# Commuting matrices

In linear algebra, two matrices ${\displaystyle A}$ and ${\displaystyle B}$ are said to commute if ${\displaystyle AB=BA}$, or equivalently if their commutator ${\displaystyle [A,B]=AB-BA}$ is zero. A set of matrices ${\displaystyle A_{1},\ldots ,A_{k}}$ is said to commute if they commute pairwise, meaning that every pair of matrices in the set commute with each other.

## Characterizations and properties

• Commuting matrices preserve each other's eigenspaces.[1] As a consequence, commuting matrices over an algebraically closed field are simultaneously triangularizable; that is, there are bases over which they are both upper triangular. In other words, if ${\displaystyle A_{1},\ldots ,A_{k}}$  commute, there exists a similarity matrix ${\displaystyle P}$  such that ${\displaystyle P^{-1}A_{i}P}$  is upper triangular for all ${\displaystyle i\in \{1,\ldots ,k\}}$ . The converse is not necessarily true, as the following counterexample shows:
${\displaystyle {\begin{bmatrix}1&2\\0&3\end{bmatrix}}{\begin{bmatrix}1&1\\0&1\end{bmatrix}}={\begin{bmatrix}1&3\\0&3\end{bmatrix}}\neq {\begin{bmatrix}1&5\\0&3\end{bmatrix}}={\begin{bmatrix}1&1\\0&1\end{bmatrix}}{\begin{bmatrix}1&2\\0&3\end{bmatrix}}.}$
However, if the square of the commutator of two matrices is zero, that is, ${\displaystyle [A,B]^{2}=0}$ , then the converse is true.[2]
• Two diagonalizable matrices ${\displaystyle A}$  and ${\displaystyle B}$  commute (${\displaystyle AB=BA}$ ) if and only if they are simultaneously diagonalizable (that is, there exists an invertible matrix ${\displaystyle P}$  such that both ${\displaystyle P^{-1}AP}$  and ${\displaystyle P^{-1}BP}$  are diagonal).
• If one of the matrices has the property that its minimal polynomial coincides with its characteristic polynomial (that is, it has the maximal degree), which happens in particular whenever the characteristic polynomial has only simple roots, then the other matrix can be written as a polynomial in the first.
• As a direct consequence of simultaneous triangulizability, the eigenvalues of two commuting complex matrices A, B with their algebraic multiplicities (the multisets of roots of their characteristic polynomials) can be matched up as ${\displaystyle \alpha _{i}\leftrightarrow \beta _{i}}$  in such a way that the multiset of eigenvalues of any polynomial ${\displaystyle P(A,B)}$  in the two matrices is the multiset of the values ${\displaystyle P(\alpha _{i},\beta _{i})}$ . This theorem is due to Frobenius.[3]
• Two Hermitian matrices commute if their eigenspaces coincide. In particular, two Hermitian matrices without multiple eigenvalues commute if they share the same set of eigenvectors. This follows by considering the eigenvalue decompositions of both matrices. Let ${\displaystyle A}$  and ${\displaystyle B}$  be two Hermitian matrices. ${\displaystyle A}$  and ${\displaystyle B}$  have common eigenspaces when they can be written as ${\displaystyle A=U\Lambda _{1}U^{\dagger }}$  and ${\displaystyle B=U\Lambda _{2}U^{\dagger }}$ . It then follows that
${\displaystyle AB=U\Lambda _{1}U^{\dagger }U\Lambda _{2}U^{\dagger }=U\Lambda _{1}\Lambda _{2}U^{\dagger }=U\Lambda _{2}\Lambda _{1}U^{\dagger }=U\Lambda _{2}U^{\dagger }U\Lambda _{1}U^{\dagger }=BA.}$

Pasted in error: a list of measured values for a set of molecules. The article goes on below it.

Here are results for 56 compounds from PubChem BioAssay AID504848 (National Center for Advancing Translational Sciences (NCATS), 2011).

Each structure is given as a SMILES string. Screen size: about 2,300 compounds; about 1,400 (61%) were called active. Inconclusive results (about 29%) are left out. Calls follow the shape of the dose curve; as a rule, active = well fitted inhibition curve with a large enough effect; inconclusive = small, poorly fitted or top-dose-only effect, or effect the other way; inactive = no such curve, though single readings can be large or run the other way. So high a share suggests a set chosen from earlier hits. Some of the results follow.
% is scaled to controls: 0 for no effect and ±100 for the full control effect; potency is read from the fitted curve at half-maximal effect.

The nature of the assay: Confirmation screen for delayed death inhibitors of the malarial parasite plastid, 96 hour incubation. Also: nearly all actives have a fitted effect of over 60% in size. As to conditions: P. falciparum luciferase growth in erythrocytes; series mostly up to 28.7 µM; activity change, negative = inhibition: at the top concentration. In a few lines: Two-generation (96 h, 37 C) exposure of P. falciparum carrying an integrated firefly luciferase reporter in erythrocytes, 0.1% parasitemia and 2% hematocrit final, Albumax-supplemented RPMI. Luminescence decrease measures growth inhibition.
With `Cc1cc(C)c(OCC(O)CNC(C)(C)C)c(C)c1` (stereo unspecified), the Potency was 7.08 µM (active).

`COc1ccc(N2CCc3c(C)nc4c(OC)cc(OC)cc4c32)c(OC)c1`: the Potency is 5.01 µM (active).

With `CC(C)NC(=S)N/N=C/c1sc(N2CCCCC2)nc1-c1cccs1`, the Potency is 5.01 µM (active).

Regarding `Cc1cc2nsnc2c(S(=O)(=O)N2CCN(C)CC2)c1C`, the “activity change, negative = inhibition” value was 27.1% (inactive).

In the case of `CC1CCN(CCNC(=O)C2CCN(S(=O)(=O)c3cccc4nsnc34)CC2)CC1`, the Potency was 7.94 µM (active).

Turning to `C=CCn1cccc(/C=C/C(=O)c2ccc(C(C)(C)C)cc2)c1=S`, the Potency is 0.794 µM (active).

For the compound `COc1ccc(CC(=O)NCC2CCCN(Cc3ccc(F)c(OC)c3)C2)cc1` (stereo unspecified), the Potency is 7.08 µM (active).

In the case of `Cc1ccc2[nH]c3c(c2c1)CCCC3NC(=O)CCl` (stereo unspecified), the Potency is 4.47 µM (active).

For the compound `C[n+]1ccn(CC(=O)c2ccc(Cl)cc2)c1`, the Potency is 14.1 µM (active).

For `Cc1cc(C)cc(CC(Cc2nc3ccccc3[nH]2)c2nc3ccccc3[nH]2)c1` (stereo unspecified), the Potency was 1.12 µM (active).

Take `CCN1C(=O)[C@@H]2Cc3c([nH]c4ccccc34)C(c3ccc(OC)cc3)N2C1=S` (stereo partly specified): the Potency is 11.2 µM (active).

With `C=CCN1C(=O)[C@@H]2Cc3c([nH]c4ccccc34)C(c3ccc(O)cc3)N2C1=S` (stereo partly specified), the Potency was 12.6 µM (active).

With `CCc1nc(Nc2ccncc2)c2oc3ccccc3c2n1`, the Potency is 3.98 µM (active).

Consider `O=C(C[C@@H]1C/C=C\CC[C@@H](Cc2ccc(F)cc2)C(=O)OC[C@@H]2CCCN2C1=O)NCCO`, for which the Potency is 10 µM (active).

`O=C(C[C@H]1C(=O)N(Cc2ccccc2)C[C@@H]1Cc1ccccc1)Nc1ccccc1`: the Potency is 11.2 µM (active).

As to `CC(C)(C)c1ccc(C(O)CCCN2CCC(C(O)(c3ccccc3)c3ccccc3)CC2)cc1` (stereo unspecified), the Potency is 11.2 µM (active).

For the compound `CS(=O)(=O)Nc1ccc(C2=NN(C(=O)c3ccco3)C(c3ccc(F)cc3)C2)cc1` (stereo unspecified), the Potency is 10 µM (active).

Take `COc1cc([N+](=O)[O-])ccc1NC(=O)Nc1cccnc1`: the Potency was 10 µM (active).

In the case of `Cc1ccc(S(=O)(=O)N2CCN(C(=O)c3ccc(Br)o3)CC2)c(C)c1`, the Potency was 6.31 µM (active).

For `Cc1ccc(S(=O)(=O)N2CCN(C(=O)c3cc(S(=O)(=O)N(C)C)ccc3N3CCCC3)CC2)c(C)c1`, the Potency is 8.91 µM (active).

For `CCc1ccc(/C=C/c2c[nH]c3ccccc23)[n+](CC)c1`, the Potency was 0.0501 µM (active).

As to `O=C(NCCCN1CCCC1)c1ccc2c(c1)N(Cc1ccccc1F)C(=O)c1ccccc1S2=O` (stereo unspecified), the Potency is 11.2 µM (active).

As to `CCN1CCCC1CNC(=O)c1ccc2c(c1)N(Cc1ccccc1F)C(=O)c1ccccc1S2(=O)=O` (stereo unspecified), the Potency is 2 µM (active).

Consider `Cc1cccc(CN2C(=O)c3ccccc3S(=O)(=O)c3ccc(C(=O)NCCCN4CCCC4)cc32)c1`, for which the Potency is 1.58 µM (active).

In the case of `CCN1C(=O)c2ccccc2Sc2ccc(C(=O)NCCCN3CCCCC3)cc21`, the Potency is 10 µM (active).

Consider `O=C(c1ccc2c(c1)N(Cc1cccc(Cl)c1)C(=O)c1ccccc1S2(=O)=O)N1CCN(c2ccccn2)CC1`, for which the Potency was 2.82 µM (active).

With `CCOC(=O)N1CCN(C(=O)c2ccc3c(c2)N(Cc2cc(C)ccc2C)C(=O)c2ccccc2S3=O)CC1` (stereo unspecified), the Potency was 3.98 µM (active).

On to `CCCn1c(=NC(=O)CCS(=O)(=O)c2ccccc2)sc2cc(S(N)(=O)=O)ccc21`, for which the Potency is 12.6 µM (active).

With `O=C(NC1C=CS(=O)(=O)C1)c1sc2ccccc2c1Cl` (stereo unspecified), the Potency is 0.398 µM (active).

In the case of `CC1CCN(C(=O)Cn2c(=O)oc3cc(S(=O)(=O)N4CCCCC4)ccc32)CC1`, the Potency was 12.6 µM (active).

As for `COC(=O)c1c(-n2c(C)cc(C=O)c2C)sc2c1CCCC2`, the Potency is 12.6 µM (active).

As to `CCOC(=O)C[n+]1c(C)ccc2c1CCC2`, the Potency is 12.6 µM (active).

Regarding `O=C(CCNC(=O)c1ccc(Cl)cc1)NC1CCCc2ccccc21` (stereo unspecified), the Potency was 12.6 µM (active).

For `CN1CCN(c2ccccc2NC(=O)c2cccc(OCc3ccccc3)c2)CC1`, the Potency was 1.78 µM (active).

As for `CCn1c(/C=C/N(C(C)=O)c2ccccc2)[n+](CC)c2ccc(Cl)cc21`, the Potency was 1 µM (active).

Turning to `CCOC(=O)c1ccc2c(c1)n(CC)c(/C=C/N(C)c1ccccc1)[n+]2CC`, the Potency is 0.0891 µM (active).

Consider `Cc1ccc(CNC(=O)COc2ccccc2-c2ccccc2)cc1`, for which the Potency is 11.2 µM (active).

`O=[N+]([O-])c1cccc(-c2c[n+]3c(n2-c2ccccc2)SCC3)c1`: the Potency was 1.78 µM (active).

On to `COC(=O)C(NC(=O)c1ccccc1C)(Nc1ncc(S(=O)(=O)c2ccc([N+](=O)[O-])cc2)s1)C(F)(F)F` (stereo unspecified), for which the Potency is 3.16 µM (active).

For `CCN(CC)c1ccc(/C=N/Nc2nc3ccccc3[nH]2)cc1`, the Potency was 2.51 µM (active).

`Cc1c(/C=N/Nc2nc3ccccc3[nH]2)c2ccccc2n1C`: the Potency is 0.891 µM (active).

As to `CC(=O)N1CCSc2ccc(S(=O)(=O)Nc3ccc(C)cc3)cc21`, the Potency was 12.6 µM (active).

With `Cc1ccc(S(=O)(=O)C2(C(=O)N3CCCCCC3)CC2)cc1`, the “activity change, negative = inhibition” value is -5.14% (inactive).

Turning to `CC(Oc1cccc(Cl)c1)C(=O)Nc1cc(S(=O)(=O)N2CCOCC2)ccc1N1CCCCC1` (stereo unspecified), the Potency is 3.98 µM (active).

• The property of two matrices commuting is not transitive: A matrix ${\displaystyle A}$  may commute with both ${\displaystyle B}$  and ${\displaystyle C}$ , and still ${\displaystyle B}$  and ${\displaystyle C}$  do not commute with each other. As an example, the identity matrix commutes with all matrices, which between them do not all commute. If the set of matrices considered is restricted to Hermitian matrices without multiple eigenvalues, then commutativity is transitive, as a consequence of the characterization in terms of eigenvectors.
• Lie's theorem, which shows that any representation of a solvable Lie algebra is simultaneously upper triangularizable may be viewed as a generalization.
• An n × n matrix ${\displaystyle A}$  commutes with every other n × n matrix if and only if it is a scalar matrix, that is, a matrix of the form ${\displaystyle \lambda I}$ , where ${\displaystyle I}$  is the n × n identity matrix and ${\displaystyle \lambda }$  is a scalar. In other words, the center of the group of n × n matrices under multiplication is the subgroup of scalar matrices.

## Examples

• The identity matrix commutes with all matrices.
• Every diagonal matrix commutes with all other diagonal matrices.[4]
• Jordan blocks commute with upper triangular matrices that have the same value along bands.
• If the product of two symmetric matrices is symmetric, then they must commute.
• Circulant matrices commute. They form a commutative ring since the sum of two circulant matrices is circulant.

## History

The notion of commuting matrices was introduced by Cayley in his memoir on the theory of matrices, which also provided the first axiomatization of matrices. The first significant results proved on them was the above result of Frobenius in 1878.[5]

## References

1. ^ Horn, Roger A.; Johnson, Charles R. (2012). Matrix Analysis. Cambridge University Press. p. 70. ISBN 9780521839402.
2. ^ Horn, Roger A.; Johnson, Charles R. (2012). Matrix Analysis. Cambridge University Press. p. 127. ISBN 9780521839402.
3. ^ Frobenius, G. (1877). "Ueber lineare Substitutionen und bilineare Formen". Journal für die reine und angewandte Mathematik. 84: 1–63.
4. ^ "Do Diagonal Matrices Always Commute?". Stack Exchange. March 15, 2016. Retrieved August 4, 2018.
5. ^ Drazin, M. (1951), "Some Generalizations of Matrix Commutativity", Proceedings of the London Mathematical Society, 3, 1 (1): 222–231, doi:10.1112/plms/s3-1.1.222